Source Problems on the French Revolution

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7. Mounier, Recherches Sur Les Causes Qui Ont Empêché Les Français De Devenir Libres, I, 294.

June 20th. A short time before the hour fixed for the meeting, the deputy who was the presiding officer received a letter from the grand master of ceremonies; he would not have had time to notify all the members of the assembly at their lodgings. He [Bailly] replied that he had received no order from the king, and that he was going to the meeting of the assembly. The grand master of ceremonies wrote him a second letter to inform him that he acted only in accordance with the orders of the monarch. But did they not know that the deputies were going to gather at the door of their hall; that, repulsed by armed men, they would not fail to consider this act as an outrage; that their indignation would quickly spread to the multitude? Is it not indeed surprising that the populace, irritated by the gathering of the deputies, hurrying in crowds through the streets of Versailles, complaining with loud cries because their assembly hall had been closed by military force—is it not surprising that at the very instant it did not break out into fierce revolt? Doubtless these measures had not been contemplated by the king; they were due to the blunders of secondary officials. But, none the less, they led to the most deplorable consequences; they gave birth to the fear that the states general were to be dissolved, that it would be necessary to renounce all hopes born at the time of their convocation. The members of the commons took refuge in a tennis court, and there they took an oath never to separate until the constitution had been made.

Sharing the general indignation; fearing to see this great opportunity, so long awaited, of reforming abuses and improving the lot of the people, vanish; hearing around me the assertion that we must choose between taking the oath or going at once to the capital in the midst of the fermentation this scandalous scene would create; yielding to the desire of recovering the credit with the popular party I had lost, and which I wished to recover only that I might use it for the good of my country; hoping that the union of the orders, which appeared to me inevitable and not remote, would create a majority favorable to the royal authority, I believed this oath less dangerous, I believed that it was justified by the circumstances, I charged myself imprudently with putting it before the assembly. This fatal oath was an infringement of the rights of the monarch; it was equivalent to saying to him that he had not the right to dissolve the assembly; it rendered the assembly independent of him, whatever use it might make of its authority. How I reproach myself to-day with having proposed it! What lessens the bitterness of these recollections is that a hundred voices would have been raised to present this measure had I not presented it myself; or, what was worse still, the assembly would have set the capital on fire and, supported by the whole force of the people, would have put itself in a state of war with the king. But what intrepid firmness was shown by M. Martin, deputy of Auch, who alone in that impassioned crowd dared to speak of the fidelity he owed his prince, braved injuries and menaces, and asked to be permitted to protest.1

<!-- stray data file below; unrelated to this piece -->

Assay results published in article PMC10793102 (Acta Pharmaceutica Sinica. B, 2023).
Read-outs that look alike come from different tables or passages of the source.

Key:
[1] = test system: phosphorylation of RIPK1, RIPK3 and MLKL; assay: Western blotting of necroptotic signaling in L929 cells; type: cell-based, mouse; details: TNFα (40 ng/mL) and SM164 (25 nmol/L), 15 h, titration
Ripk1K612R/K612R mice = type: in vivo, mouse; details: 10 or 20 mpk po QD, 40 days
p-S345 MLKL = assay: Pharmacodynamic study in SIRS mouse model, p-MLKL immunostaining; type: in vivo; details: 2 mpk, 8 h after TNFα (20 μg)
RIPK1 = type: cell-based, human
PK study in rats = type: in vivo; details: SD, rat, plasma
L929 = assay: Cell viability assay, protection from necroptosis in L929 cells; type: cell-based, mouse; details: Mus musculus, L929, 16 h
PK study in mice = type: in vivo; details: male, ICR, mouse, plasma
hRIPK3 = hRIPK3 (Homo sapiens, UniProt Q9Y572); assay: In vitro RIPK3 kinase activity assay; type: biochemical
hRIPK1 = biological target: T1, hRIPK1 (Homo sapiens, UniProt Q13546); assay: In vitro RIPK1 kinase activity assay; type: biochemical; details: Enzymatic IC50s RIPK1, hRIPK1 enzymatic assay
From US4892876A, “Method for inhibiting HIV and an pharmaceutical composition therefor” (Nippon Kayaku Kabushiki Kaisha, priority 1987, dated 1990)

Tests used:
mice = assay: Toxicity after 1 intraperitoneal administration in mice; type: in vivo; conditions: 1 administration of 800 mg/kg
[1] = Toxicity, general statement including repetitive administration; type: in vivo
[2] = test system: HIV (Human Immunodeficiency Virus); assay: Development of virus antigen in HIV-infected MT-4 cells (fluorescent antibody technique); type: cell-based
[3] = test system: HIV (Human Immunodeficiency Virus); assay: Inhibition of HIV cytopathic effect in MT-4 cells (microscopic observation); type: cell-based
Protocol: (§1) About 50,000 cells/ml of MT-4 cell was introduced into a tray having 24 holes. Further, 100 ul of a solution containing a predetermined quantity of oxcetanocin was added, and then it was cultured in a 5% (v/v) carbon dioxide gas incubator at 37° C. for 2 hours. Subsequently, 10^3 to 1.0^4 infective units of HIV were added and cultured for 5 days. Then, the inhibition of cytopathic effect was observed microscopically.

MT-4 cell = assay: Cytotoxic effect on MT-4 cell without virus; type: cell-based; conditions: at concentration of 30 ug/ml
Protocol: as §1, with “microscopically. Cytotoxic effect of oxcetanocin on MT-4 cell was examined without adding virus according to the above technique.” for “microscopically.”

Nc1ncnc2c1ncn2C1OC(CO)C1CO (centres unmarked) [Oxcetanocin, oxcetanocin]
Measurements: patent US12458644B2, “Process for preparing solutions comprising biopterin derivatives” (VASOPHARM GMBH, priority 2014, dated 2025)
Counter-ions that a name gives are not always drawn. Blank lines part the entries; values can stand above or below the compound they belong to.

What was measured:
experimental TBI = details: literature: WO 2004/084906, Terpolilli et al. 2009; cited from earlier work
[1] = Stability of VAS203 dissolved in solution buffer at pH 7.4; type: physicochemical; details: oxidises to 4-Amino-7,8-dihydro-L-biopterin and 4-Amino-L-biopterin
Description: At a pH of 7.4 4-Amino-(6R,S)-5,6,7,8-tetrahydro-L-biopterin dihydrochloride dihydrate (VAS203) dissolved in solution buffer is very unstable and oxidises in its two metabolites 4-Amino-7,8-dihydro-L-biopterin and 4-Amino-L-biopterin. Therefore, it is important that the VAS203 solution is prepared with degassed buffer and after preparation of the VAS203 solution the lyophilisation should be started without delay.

1 This second paragraph appears as a footnote in the French text, page 296.

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Chicago: "7. Mounier, Recherches Sur Les Causes Qui Ont Empêché Les Français De Devenir Libres, I, 294," Source Problems on the French Revolution in Source Problems on the French Revolution, ed. Fred Morrow Fling and Helene Dresser Fling (New York: Harper & Brothers Publishers, 1913), 55–57. Original Sources, accessed November 29, 2022, http://originalsources.com/Document.aspx?DocID=GEHXH1V4QYNA5E7.

MLA: . "7. Mounier, Recherches Sur Les Causes Qui Ont Empêché Les Français De Devenir Libres, I, 294." Source Problems on the French Revolution, Vol. I, in Source Problems on the French Revolution, edited by Fred Morrow Fling and Helene Dresser Fling, New York, Harper & Brothers Publishers, 1913, pp. 55–57. Original Sources. 29 Nov. 2022. http://originalsources.com/Document.aspx?DocID=GEHXH1V4QYNA5E7.

Harvard: , '7. Mounier, Recherches Sur Les Causes Qui Ont Empêché Les Français De Devenir Libres, I, 294' in Source Problems on the French Revolution. cited in 1913, Source Problems on the French Revolution, ed. , Harper & Brothers Publishers, New York, pp.55–57. Original Sources, retrieved 29 November 2022, from http://originalsources.com/Document.aspx?DocID=GEHXH1V4QYNA5E7.